Undergoing fertility treatment? Watch your plastics

baby wall at fertility clinic/flickr

As evidence mounts that BPA exposure reduces IVF pregnancies, FDA stays silent and scientists blast the agency’s stance on the chemical’s safety as “absurd”

March 14, 2016

By Brian Bienkowski
Environmental Health News

One of the most challenging aspects of Sarah Bly’s work is helping women cope with infertility.

“It’s not only a mental desire you have around creating a life, but a very deeply physical, primal and biological urge, and these women are dealing with this on all of those levels,” said Bly, a women's health counselor and fertility awareness educator in Oregon.

Bly, who runs a private practice in Ashland, home of Oregon's famous Shakespeare festival, urges women to listen to their bodies in pursuing health and pregnancy. Increasingly, she's asking them to also pay attention to scientists’ alarms over chemical exposure.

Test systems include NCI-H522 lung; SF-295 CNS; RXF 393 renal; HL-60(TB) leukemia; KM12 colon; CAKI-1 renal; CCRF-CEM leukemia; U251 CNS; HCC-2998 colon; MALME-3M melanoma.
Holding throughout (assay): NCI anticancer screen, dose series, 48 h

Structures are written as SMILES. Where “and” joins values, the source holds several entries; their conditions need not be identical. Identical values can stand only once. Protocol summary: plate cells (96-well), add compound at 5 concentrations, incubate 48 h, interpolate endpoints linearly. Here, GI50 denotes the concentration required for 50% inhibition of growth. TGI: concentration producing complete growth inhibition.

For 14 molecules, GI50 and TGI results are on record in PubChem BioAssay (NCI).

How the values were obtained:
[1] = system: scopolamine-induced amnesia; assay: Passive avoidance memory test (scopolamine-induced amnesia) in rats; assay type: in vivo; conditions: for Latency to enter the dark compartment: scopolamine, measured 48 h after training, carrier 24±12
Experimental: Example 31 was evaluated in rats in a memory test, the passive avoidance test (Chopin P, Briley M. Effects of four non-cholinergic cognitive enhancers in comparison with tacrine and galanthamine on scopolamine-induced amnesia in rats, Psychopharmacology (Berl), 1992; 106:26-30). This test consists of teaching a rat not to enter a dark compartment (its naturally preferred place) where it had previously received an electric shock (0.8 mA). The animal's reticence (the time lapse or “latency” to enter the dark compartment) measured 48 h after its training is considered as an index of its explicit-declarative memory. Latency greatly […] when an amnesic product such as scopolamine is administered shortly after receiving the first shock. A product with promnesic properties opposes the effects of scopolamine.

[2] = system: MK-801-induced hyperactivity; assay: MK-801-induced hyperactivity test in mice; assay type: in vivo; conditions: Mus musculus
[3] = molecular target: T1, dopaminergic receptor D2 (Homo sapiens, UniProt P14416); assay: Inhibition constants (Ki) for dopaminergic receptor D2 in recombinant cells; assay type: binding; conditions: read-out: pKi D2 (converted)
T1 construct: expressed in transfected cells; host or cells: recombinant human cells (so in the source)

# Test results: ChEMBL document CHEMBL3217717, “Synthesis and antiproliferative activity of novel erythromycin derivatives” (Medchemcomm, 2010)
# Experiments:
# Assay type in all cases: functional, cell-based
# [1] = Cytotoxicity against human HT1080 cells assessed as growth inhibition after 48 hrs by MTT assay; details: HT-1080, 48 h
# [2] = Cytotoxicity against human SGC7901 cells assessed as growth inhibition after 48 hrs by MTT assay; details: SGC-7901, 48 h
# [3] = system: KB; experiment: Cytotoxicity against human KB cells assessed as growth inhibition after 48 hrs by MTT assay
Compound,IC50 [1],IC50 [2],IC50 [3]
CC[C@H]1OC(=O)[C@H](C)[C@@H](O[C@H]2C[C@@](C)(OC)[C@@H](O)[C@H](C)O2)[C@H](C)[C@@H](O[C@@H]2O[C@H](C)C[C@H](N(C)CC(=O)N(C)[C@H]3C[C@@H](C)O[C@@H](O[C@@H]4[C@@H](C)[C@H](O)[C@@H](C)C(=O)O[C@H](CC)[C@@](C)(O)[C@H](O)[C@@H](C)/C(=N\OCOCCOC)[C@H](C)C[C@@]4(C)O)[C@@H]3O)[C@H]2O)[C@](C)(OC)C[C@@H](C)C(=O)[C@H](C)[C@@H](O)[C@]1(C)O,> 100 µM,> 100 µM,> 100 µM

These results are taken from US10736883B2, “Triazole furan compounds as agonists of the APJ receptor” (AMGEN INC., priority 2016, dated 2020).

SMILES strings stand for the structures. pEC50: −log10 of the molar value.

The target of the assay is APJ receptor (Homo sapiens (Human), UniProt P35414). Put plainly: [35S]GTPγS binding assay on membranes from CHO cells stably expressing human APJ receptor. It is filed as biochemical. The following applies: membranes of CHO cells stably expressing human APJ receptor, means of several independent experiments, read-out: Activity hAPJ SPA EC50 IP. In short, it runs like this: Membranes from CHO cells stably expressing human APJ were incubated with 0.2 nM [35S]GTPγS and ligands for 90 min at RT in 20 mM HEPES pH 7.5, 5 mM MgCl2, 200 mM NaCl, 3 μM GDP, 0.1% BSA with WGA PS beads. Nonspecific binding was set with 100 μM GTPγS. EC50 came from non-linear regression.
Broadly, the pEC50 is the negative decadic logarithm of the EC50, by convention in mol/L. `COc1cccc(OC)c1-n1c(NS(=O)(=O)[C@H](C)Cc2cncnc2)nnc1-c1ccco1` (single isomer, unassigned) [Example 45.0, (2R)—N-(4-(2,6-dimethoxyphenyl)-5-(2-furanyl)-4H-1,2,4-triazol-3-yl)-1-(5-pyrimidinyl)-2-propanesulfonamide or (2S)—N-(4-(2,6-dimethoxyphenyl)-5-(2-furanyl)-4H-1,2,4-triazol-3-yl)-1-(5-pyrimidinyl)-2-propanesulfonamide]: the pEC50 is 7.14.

“When I first started, I’d say ‘do a cleanse’,” Bly said. “Now I teach classes on how to avoid chemicals in our lives and homes.... Where have you lived? What foods did you eat?”

For women trying fertility treatments, research indicates that exposure to one ubiquitous chemical, bisphenol-A, might greatly impair their chances of having a baby.

But federal agencies remain steadfast in the safety of the chemical, known as "BPA" and found in some canned foods and beverages, paper receipts and dental sealants.

“That position is just untenable,” said Wade Welshons, an associate professor at the University of Missouri who studies estrogen chemicals. “One study after another shows BPA exposure leads to one adverse effect after another.”

FDA stays silent

Multiple studies have found that higher bisphenol-A levels in women undergoing fertility treatment—in vitro fertilization, or IVF—meant a reduction in successful pregnancies.

The most recent study, published last month in the Journal of Clinical Endocrinology and Metabolism, examined 239 women who underwent IVF in Massachusetts from 2007 to 2012. Of the women with the highest exposure to BPA, 17 percent had a baby, compared to 54 percent of women with the lowest exposure.

BPA—used to make plastic hard and shatterproof—mimics the hormone estrogen and acts an endocrine disruptor. Properly functioning hormones are crucial to reproduction, as well as development, brain function and immune systems.